(5) Is the administration open to ending “signature strikes” and if so, can it at least acknowledge the inherent problems with it? The centrist Center on Foreign Relations has called on the administration to end “signature strikes,” which are when instead of specifically targeting Al Qaeda leaders, unknown and anonymous people who fit certain criteria are targeted. (One official told The New York Times that there’s an inside joke that “three guys doing jumping jacks,” is a terrorist training camp.) A key fact of our drone warfare policy is that a vast majority of those killed are not in Al Qaeda or the Taliban, but “low-level militants”—and who sometimes aren’t even involved in any plots against the United States, but rather against allies.
(6) Why is the DoJ so overly broad with the definition of “imminent”? The DoJ memo says drone strikes against Americans can only happen if there’s an “imminent” danger, and then proceeds to strip virtually all meaning from that word. Brennan should be pressed heavily on this indefensible expansion. A good test question: say someone—and American—just had an idle fantasy in their head about blowing up the Pentagon. If they scribble it on a piece of paper, crumple it up and throw it out, and the CIA comes across it, can they kill that person under the current DoJ guidelines? (The answer is almost certainly ‘yes.’)
(7) Can Brennan pledge that lethal drones will never be fully autonomous? Drones are already unmanned, and can respond to certain stimuli without human direction. Also, the government is developing certain pre-set criteria that make people eligible for “signature strikes.” You can see where this is going. Government officials have said anonymously that ongoing drone research and development does not include drones that can make lethal decisions without human input, but can Brennan explicitly confirm that, on the record and under oath? Can he rule it out as something he would pursue as CIA director?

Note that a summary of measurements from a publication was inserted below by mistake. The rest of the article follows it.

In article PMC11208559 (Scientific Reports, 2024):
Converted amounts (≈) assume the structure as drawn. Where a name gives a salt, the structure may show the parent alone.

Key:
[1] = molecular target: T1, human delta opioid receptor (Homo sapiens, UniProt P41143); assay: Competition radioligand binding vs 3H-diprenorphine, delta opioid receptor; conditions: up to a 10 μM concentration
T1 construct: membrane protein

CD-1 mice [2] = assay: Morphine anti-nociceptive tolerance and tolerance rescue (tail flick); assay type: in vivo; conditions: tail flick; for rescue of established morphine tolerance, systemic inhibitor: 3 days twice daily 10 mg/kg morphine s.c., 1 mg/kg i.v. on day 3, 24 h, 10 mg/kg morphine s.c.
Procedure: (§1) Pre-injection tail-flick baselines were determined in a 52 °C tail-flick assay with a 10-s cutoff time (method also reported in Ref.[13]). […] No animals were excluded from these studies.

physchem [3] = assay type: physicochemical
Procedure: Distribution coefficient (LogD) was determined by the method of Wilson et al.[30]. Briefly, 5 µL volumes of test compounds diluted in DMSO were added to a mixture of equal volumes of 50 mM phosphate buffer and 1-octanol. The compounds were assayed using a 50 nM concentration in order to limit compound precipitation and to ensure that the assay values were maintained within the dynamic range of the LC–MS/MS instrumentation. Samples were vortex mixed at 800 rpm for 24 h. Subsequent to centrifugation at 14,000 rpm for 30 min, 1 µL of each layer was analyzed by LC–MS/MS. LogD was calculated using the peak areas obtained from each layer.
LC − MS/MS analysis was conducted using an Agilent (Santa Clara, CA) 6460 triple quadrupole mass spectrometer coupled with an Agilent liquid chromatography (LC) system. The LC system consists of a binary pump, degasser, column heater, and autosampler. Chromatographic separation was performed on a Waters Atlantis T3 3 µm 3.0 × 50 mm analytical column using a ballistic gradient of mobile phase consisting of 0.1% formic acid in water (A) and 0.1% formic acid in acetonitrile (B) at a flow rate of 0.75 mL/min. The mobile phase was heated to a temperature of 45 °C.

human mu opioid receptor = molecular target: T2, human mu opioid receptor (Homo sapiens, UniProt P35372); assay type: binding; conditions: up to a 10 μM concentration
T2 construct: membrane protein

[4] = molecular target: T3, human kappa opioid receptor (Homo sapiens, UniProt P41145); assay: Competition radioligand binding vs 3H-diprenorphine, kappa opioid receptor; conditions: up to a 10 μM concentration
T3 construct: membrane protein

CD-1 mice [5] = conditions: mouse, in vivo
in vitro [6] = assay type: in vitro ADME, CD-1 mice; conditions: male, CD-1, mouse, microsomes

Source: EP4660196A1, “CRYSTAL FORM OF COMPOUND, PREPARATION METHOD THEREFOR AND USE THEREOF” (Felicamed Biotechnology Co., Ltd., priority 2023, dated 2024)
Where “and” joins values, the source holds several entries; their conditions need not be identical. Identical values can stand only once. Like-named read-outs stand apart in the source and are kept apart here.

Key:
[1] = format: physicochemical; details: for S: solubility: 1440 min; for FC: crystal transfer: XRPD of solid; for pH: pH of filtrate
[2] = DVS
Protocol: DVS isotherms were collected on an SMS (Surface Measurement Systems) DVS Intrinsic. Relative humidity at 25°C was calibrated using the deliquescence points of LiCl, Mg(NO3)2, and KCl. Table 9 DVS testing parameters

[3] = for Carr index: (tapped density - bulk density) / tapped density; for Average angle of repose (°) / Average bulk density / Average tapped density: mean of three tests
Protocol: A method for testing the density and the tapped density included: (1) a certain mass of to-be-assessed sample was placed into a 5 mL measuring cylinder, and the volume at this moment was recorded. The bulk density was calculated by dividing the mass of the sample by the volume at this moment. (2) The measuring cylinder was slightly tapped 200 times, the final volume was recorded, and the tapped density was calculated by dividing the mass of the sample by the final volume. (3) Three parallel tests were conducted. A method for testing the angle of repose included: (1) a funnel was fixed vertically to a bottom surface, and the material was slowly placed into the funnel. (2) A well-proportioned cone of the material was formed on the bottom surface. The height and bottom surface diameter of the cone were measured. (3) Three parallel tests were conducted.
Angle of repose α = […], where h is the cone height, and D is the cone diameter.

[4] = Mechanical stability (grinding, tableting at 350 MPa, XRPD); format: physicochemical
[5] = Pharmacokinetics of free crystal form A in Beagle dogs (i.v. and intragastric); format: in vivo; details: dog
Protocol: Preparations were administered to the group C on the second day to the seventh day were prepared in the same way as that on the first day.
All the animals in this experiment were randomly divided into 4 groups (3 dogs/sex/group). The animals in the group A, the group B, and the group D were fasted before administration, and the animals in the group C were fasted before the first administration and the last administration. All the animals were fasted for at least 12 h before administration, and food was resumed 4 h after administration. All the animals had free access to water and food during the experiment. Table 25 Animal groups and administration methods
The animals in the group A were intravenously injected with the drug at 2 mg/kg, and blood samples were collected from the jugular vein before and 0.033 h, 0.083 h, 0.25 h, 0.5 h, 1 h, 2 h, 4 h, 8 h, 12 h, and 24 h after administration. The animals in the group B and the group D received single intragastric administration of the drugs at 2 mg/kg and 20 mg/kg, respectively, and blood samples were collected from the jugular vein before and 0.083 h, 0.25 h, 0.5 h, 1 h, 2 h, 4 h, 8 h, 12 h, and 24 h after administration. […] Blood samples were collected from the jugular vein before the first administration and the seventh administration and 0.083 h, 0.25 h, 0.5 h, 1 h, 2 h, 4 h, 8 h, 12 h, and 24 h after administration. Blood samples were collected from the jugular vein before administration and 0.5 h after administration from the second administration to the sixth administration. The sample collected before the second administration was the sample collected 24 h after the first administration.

(8) Can Brennan admit that the administration is vastly undercounting civilian casualties to drone strikes? By virtually every external measure, the civilian casualties from drone strikes are, by many orders of magnitude, much higher than the administration admits. (They only recently admitted there were any). The public knows it, journalists know it, foreign governments know it. Why can’t Brennan just be honest about it?
(9) Relatedly, what is an honest assessment of the blowback from drone strikes, and is it worth it? Drone strikes in Yemen, which vastly expanded under Obama following the Fort Hood shootings and the Christmas bomber plot, are unquestionably responsible for a rapid expansion of radicalism in that country. Do drone strikes create a vicious cycle in which more people are radicalized, thus requiring more strikes? As one former counterterrorism put it, “The problem with the drone is it’s like your lawn mower. You’ve got to mow the lawn all the time. The minute you stop mowing, the grass is going to grow back.” The man convicted of trying to blow up a truck in Times Square complained to the judge that “When the drones hit, they don’t see children.” Is Brennan at all alarmed by the blowback effect, and how does he honestly evaluate the risks? He has previously said that he’s seen “little evidence that these actions are generating widespread anti-American sentiment or recruits,” and he should be pressed on that obvious misperception. (An inquiring senator might point out that former general Stanley McChrystal disagrees. He’s said that “The resentment created by American use of unmanned strikes…is much greater than the average American appreciates. They are hated on a visceral level, even by people who’ve never seen one or seen the effects of one.”)
This is far from an exhaustive list, but just some of the fundamental questions that need to be answered. There are other areas that need to be explored too, like Brennan’s earlier support for “enhanced interrogation” during the Bush administration, which he has since disavowed. Brennan’s initial written answers to some committee questions paint the picture of a man unwilling to be forthcoming about most of this, but senators have a responsibility to press him.
The drones now patrolling our borders are indicative of the emerging surveillance state here at home, Todd Miller writes.